The first and principal circumstance, and it is, indeed, a very peculiar feature in the case, is that a private letter was addressed by the Marquess of Wellesley to the Marquess of Hastings, in May 1814, nearly twenty years after the transaction, wherein the writer assures the then Governorgeneral, that, “after full consideration of the whole matter, my decided opinion was, that the memorialists were entitled, in justice and equity, to the full amount of their claiins, and that it was the duty of the supreme government to urge the demand on the nabob of Oude with all the force which the delicacy of such a question might admit." The first considera- . tion which arises upon this "irregular and uncalled-for offer of advice,” not on an affair of state, but in favour of the claims of a private creditor on an independent sovereign,—“one debt," as the Court remarks, “out of many, peculiarly distinguished by nothing but the refusal to accept a composition which had been accepted by others,”—is that it is at direct variance with the noble lord's public acts. Not a word appears to have been said upon the subject in all the public transactions between the marquess and the nawab, although the resident at Lucknow (Colonel Scott), in May 1801, several months prior to the “ final arrangement” of November 1801, appears to have called the marquess's attention to the nawal's debts, in a private letter.
“Here then," Mr. Mac Donnell observes, after quoting the private letter of Col. Scott,“ we find the noble marquess's attention expressly and officially directed to this subject by the person most competent to do so, and in terms best calculated to obtain his lordship’s interference, if he felt that he would be justified in exercising it. Nevertheless, with the knowledge of all the circumstances fresh upon his mind, concluding two treaties with the vizier, the latter of which he designates a final arrangement,' both executed within nine months after he had received the letter of the resident inculcating attention to those claims, we find that, so far from making, or seeking to make, any provision in either of these treaties, on behalf of the claimants, he provides most distinctly in each case against any British interference in the internal affairs of the state of Oude; and expressly pledges the British faith, that the Governor-general will never depart from this engagement.'” These considerations, we imagine, most completely nullify the authority of this“ irregular and uncalled-for” interference on behalf of a single creditor, so far as it concerns the private letter itself, which, as the Court clearly shews, is “ evidence of nothing."
But “the receipt of this letter," the draft despatch states, “induced Lord Hastings,”—who, it will be recollected, explicitly recognized the independence of the prince of Oude, and who censured the urgency of the resident in pressing a system of reform, as “obviously inconsistent with the existence of the authority which, by the treaty of 1801, we had solemnly guaranteed,”—to investigate the claim of the bankers, and the result, as stated by his lordship in a minute, "of which, although not entered on your proceedings, a copy has been furnished to us by Mr. Prendergast," was, that Lord Hastings considered this claim distinguished from the rest.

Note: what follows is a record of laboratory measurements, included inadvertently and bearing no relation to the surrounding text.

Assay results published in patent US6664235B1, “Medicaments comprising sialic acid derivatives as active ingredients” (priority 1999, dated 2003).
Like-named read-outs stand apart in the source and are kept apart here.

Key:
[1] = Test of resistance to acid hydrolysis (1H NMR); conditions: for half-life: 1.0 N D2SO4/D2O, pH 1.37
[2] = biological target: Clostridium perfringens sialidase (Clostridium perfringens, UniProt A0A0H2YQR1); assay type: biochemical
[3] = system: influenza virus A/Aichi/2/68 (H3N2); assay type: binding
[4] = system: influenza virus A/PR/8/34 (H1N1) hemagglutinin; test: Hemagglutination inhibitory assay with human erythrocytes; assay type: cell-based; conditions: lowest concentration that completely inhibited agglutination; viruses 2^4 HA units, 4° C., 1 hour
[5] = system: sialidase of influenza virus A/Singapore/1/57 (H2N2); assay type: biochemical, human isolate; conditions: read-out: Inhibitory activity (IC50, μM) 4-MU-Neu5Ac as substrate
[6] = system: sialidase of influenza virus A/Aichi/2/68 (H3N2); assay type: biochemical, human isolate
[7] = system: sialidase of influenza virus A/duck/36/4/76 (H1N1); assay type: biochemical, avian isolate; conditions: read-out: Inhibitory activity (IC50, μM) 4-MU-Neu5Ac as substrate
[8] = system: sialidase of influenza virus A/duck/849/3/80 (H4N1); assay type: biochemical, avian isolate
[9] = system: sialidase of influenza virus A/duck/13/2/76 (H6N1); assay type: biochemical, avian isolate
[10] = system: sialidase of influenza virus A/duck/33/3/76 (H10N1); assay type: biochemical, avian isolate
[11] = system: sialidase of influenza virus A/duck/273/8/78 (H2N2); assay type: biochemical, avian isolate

Let us consider, seriatim, the grounds of this distinction, as set forth in the draft despatch, and the comments of the Court thereupon; premising that the alleged minute of Lord Hastings is not recorded, nor is there any evidence that such a document (thus made a basis for this arbitrary proceeding) ever existed; and, with respect to the “ investigation,” that (in the words of the Court) “there is nothing to show that Lord Hastings made any investigation, but much to prove that he neither knew nor had inquired.”
The first alleged distinction is, that these shroffs, “though not Europeans, were British subjects.” But whether British subjects or not, “the transactions of the vizier were with an establishment in his own capital, subject to the laws of his state, and entitled to protection with no other." There can be no distinction on this head.
2d. The debt they claimed was admitted to be just, both as to the purity of origin and amount, by the vizier and the British Government. But nothing was acknowledged by the vizier but that bonds had been granted by his servants, and nothing beyond this fact was known or inquired after by the British Government. Even supposing the contrary, all the creditors were in the same predicament. Where then is the distinction here ?
3d. The bankers could not vitiate the quality of their demand by declining a composition. It is not alleged that they could, but this does not take their claim out of the general category.
4th. “There was a fair implication of equitable reliance on the good offices of government, inasmuch as the money borrowed from the bankers was known to have been taken up for the purpose of discharging the arrears due to the Company.” This is an important assertion, and in fact the only ground upon which this claim could be considered as distinct; but the assertion appears, from the facts stated by the Court, to be completely unfounded. The writings, called bonds, are themselves evidence against the allegation; one of them (as already remarked), an obligation for 3,85,000 rupees, states that the money was borrowed for the expenses of the quadrupeds of the “exalted circar;" another sum of 3,12,000 was for the cattle-department: these sums make up nearly three-fourths of the claim : « The nonetistence of the alleged fact, from which this string of consequences is